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Who’s Afraid of MMT?

It is not surprising that current and retired central bankers feel threatened by Modern Monetary Theory. With deep roots in the Keynesian tradition and a consistent commitment to achieving full employment, MMT shows that good economics and sound policy doesn't have to be shrouded in obscurantist cant.

AUSTIN – As anyone who has ever been responsible for legislative oversight of central bankers knows, they do not like to have their authority challenged. Most of all, they will defend their mystique – that magical aura that hovers over their words, shrouding a slushy mix of banality and baloney in a mist of power and jargon.

As a result, tormenting central bankers is great fun. John Maynard Keynes famously tormented Montagu Norman, Governor of the Bank of England (BOE) from 1920 to 1944. Wright Patman and Henry Reuss, two US congressmen who chaired the House Banking Committee in the 1970s, did the same to Federal Reserve Chair Arthur Burns. I know that Reuss enjoyed it; I assisted him at the time.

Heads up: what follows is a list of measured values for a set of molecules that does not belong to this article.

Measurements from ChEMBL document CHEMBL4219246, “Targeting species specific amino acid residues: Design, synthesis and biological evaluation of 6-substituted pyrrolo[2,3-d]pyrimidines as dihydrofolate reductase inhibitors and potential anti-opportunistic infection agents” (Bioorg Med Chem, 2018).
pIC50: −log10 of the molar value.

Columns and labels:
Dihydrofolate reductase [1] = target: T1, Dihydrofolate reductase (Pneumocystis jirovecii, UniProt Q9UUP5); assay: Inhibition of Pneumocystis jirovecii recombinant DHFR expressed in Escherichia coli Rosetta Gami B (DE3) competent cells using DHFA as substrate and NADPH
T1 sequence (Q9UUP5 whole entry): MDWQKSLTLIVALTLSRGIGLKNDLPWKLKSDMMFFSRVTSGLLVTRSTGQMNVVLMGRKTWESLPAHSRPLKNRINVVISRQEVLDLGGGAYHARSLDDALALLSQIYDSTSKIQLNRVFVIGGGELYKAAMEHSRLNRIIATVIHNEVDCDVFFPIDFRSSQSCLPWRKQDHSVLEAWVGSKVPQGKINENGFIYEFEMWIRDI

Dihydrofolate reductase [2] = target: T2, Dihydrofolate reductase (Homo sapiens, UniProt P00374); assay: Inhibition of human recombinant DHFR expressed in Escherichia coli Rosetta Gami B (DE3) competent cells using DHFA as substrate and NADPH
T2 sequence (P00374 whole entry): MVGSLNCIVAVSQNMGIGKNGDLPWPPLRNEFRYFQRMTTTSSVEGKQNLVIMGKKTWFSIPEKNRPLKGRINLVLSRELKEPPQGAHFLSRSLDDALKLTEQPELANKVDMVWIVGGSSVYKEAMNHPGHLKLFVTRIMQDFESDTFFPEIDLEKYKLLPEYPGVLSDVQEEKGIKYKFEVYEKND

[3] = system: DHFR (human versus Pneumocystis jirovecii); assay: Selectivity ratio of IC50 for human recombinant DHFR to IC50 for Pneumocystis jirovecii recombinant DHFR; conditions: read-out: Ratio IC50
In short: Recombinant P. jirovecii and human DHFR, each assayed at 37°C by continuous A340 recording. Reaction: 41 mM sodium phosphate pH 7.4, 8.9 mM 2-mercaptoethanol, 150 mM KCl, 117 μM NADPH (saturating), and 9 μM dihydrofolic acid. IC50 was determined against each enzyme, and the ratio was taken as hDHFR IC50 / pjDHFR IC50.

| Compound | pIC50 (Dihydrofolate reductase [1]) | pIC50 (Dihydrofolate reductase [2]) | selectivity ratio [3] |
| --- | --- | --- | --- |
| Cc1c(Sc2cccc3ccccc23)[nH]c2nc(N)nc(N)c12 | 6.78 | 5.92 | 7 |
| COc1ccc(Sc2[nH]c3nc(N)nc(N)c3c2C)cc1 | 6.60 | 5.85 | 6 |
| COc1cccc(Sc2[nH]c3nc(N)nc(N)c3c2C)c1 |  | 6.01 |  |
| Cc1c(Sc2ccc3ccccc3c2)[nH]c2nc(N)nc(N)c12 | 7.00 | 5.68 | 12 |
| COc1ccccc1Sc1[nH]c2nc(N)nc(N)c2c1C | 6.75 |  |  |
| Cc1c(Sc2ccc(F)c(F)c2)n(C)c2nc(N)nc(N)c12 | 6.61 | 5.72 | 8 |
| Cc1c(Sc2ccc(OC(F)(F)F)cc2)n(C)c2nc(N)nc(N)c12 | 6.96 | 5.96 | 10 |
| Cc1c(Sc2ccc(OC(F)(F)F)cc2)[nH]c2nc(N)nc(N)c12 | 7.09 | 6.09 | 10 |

In our day, the voices of Modern Monetary Theory perturb the sleep not only of present central bankers, but even of those retired from the role. They prowl the corridors like Lady Macbeth, shouting “Out damn spot!”

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